There’s a growing conflict between states that recognize a fundamental right to make end-of-life decisions and those that override those wishes only when a person is pregnant.
As more courts recognize a patient’s privacy rights to make end-of-life health-care decisions, it’s become clear that what courts characterize as “fundamental rights” don’t apply to pregnant people.
Marlise Munoz’s family will finally be able to say goodbye to the 33-year-old, who collapsed in her home nearly nine weeks ago.
The Friday ruling came after Munoz’s family asked a court to let them bury her.
The husband of the 33-year-old pregnant Texas woman who collapsed in her home just before Thanksgiving has filed suit against the hospital that refuses to take her off life support, despite her stated wishes against such treatment.
The Supreme Court won’t take a look at Arizona’s 20-week abortion ban, but it will consider a bunch of free speech challenges to abortion rights protections.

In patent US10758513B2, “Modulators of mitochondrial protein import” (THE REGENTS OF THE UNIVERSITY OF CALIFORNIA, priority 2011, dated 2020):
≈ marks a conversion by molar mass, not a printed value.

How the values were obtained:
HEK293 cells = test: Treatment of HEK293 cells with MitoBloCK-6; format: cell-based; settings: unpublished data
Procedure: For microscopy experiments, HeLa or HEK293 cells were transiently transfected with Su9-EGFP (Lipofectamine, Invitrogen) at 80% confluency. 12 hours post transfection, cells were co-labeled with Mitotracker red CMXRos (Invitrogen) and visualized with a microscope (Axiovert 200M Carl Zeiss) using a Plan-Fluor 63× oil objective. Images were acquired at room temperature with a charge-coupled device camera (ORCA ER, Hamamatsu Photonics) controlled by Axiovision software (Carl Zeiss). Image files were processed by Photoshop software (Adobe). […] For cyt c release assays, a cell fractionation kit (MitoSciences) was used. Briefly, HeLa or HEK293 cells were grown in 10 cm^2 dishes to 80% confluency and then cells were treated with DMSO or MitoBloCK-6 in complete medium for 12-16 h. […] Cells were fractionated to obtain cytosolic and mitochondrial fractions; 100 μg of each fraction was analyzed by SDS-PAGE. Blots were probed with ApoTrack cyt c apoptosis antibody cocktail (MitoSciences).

Marlise Munoz’s family has plans to sue for the right to take her off life support, while legal counsel for the hospital includes a local Right to Life chapter’s advisory board member.
It is hard to imagine a more absolute denial of a woman’s personhood than depriving her of the right to decide her own future, and then literally using her body without permission as an object for a fetus to grow in. Yet this is exactly what the pregnancy exclusions envision in the 31 states that have passed them.
The family of a pregnant Texas woman who is on life support against her wishes say they want to educate the public about an advance directives law that has put them through “pure hell.”
A Texas hospital says it has no choice but to keep a pregnant woman on life support until the fetus she is carrying can be delivered, sometime next year.